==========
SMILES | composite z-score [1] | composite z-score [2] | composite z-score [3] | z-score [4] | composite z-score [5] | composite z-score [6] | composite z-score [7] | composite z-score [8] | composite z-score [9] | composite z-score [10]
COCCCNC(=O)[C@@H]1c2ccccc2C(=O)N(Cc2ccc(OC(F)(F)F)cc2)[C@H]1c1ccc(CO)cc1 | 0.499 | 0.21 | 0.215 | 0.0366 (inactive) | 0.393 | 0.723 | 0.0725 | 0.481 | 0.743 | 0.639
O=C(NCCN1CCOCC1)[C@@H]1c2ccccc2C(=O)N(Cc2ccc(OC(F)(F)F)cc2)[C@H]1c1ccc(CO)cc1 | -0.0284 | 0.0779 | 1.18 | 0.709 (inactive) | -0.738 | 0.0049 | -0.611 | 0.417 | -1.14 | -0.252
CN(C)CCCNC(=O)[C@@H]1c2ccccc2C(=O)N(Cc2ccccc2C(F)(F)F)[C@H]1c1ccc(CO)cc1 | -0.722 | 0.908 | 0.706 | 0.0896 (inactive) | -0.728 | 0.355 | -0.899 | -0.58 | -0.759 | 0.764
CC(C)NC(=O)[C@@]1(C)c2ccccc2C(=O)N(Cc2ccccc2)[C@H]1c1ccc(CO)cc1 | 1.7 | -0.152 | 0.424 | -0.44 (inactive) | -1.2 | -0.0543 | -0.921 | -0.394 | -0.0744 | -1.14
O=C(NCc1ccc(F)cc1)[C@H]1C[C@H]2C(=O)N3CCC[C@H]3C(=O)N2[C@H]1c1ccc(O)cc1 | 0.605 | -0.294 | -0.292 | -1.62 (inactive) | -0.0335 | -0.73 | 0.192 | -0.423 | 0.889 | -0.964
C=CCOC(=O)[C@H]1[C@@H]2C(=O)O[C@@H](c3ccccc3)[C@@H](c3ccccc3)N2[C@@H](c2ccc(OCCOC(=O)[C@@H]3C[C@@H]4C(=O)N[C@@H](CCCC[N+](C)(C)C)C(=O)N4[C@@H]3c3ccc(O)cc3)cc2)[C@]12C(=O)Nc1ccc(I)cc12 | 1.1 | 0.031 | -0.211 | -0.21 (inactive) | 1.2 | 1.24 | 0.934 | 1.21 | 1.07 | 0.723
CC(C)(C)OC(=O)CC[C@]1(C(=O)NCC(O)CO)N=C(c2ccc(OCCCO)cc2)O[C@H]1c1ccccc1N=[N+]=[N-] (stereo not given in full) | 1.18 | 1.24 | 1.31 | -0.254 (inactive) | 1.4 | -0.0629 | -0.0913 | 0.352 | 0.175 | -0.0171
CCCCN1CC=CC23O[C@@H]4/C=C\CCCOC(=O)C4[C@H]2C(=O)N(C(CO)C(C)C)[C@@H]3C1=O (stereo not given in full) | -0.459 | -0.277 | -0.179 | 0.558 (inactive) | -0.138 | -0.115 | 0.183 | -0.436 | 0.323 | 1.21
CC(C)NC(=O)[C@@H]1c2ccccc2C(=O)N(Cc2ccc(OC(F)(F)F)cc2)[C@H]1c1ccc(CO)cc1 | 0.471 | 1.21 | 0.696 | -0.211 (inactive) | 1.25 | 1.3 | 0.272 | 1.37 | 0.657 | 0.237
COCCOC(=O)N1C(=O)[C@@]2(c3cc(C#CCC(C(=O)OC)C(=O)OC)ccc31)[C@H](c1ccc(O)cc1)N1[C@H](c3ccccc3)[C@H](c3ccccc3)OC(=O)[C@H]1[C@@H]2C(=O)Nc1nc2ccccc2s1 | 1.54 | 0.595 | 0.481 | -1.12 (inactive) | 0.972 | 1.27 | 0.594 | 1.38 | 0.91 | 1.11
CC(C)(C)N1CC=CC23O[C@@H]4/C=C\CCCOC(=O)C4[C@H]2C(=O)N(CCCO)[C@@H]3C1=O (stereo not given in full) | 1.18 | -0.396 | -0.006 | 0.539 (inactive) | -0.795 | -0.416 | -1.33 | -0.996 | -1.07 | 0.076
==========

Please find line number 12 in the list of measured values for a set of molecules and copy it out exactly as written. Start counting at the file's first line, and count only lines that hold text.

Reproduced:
CC(C)(C)N1CC=CC23O[C@@H]4/C=C\CCCOC(=O)C4[C@H]2C(=O)N(CCCO)[C@@H]3C1=O (stereo not given in full) | 1.18 | -0.396 | -0.006 | 0.539 (inactive) | -0.795 | -0.416 | -1.33 | -0.996 | -1.07 | 0.076